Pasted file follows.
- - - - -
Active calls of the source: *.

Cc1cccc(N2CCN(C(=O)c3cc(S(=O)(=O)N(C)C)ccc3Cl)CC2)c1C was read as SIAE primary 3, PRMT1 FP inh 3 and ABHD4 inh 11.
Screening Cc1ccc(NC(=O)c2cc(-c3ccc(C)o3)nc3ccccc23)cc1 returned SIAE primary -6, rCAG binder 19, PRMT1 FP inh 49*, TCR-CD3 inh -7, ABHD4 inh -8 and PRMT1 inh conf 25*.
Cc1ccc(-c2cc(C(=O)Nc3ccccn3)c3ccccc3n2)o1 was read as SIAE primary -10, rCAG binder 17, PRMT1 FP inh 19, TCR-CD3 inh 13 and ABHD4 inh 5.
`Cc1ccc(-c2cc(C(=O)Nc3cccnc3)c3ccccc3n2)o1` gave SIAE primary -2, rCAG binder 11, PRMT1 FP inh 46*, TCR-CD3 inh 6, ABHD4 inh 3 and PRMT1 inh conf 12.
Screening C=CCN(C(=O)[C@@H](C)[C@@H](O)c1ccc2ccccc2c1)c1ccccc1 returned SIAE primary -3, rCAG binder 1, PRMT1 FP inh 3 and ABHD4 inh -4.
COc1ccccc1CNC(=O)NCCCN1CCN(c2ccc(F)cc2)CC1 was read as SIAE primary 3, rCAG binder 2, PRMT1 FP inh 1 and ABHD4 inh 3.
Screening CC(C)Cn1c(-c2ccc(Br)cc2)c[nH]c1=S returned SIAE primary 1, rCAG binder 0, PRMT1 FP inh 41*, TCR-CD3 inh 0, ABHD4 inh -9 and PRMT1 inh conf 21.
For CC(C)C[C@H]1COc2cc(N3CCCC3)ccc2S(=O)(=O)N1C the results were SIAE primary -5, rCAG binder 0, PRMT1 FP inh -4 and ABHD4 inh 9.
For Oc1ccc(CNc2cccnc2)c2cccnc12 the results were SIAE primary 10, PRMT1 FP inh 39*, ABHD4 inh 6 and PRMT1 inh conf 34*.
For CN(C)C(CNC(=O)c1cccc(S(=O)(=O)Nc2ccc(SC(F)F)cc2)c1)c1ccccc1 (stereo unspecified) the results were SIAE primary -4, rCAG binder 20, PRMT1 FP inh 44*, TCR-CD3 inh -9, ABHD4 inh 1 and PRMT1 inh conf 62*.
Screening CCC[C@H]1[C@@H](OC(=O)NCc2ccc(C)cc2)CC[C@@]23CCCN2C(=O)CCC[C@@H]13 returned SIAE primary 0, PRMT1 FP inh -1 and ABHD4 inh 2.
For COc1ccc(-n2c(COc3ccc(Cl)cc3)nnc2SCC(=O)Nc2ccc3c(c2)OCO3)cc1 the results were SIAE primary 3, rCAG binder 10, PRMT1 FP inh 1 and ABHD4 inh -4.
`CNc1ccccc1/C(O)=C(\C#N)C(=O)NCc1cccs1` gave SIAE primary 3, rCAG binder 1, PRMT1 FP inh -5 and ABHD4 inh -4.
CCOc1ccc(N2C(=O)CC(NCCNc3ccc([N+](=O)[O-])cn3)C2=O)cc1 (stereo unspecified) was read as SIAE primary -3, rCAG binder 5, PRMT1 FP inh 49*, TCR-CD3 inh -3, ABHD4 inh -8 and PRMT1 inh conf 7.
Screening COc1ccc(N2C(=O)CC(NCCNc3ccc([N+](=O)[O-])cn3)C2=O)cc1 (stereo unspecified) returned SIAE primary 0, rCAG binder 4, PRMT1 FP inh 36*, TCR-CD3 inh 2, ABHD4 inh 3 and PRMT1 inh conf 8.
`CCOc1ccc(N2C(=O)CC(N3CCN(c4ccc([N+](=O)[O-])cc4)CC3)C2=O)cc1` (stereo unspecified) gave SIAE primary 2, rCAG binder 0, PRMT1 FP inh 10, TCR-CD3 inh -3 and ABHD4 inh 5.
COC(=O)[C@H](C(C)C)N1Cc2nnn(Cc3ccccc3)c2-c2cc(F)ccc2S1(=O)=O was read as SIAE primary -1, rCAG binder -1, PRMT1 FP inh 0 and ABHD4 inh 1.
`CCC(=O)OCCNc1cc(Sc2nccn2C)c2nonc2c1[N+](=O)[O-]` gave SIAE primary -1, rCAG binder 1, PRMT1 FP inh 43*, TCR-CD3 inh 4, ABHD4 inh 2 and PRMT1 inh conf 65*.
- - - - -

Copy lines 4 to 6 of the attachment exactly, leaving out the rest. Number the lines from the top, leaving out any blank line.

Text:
Cc1ccc(-c2cc(C(=O)Nc3ccccn3)c3ccccc3n2)o1 was read as SIAE primary -10, rCAG binder 17, PRMT1 FP inh 19, TCR-CD3 inh 13 and ABHD4 inh 5.
`Cc1ccc(-c2cc(C(=O)Nc3cccnc3)c3ccccc3n2)o1` gave SIAE primary -2, rCAG binder 11, PRMT1 FP inh 46*, TCR-CD3 inh 6, ABHD4 inh 3 and PRMT1 inh conf 12.
Screening C=CCN(C(=O)[C@@H](C)[C@@H](O)c1ccc2ccccc2c1)c1ccccc1 returned SIAE primary -3, rCAG binder 1, PRMT1 FP inh 3 and ABHD4 inh -4.